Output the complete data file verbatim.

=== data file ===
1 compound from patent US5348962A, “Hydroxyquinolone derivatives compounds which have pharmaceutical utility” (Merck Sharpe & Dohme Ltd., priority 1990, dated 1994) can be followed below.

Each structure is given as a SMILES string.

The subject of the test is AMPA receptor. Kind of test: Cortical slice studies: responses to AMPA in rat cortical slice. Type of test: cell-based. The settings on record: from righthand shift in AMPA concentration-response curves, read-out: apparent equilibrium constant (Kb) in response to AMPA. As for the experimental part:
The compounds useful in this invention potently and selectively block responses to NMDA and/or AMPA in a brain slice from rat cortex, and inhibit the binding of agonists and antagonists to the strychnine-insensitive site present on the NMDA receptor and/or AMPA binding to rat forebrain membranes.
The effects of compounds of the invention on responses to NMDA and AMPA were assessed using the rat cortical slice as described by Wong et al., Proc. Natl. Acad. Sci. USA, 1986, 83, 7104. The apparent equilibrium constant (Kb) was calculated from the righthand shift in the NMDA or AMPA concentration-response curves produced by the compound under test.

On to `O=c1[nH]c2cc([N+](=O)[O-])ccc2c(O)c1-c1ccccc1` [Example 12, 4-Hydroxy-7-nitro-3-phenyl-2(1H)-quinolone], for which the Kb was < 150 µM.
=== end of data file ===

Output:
1 compound from patent US5348962A, “Hydroxyquinolone derivatives compounds which have pharmaceutical utility” (Merck Sharpe & Dohme Ltd., priority 1990, dated 1994) can be followed below.

Each structure is given as a SMILES string.

The subject of the test is AMPA receptor. Kind of test: Cortical slice studies: responses to AMPA in rat cortical slice. Type of test: cell-based. The settings on record: from righthand shift in AMPA concentration-response curves, read-out: apparent equilibrium constant (Kb) in response to AMPA. As for the experimental part:
The compounds useful in this invention potently and selectively block responses to NMDA and/or AMPA in a brain slice from rat cortex, and inhibit the binding of agonists and antagonists to the strychnine-insensitive site present on the NMDA receptor and/or AMPA binding to rat forebrain membranes.
The effects of compounds of the invention on responses to NMDA and AMPA were assessed using the rat cortical slice as described by Wong et al., Proc. Natl. Acad. Sci. USA, 1986, 83, 7104. The apparent equilibrium constant (Kb) was calculated from the righthand shift in the NMDA or AMPA concentration-response curves produced by the compound under test.

On to `O=c1[nH]c2cc([N+](=O)[O-])ccc2c(O)c1-c1ccccc1` [Example 12, 4-Hydroxy-7-nitro-3-phenyl-2(1H)-quinolone], for which the Kb was < 150 µM.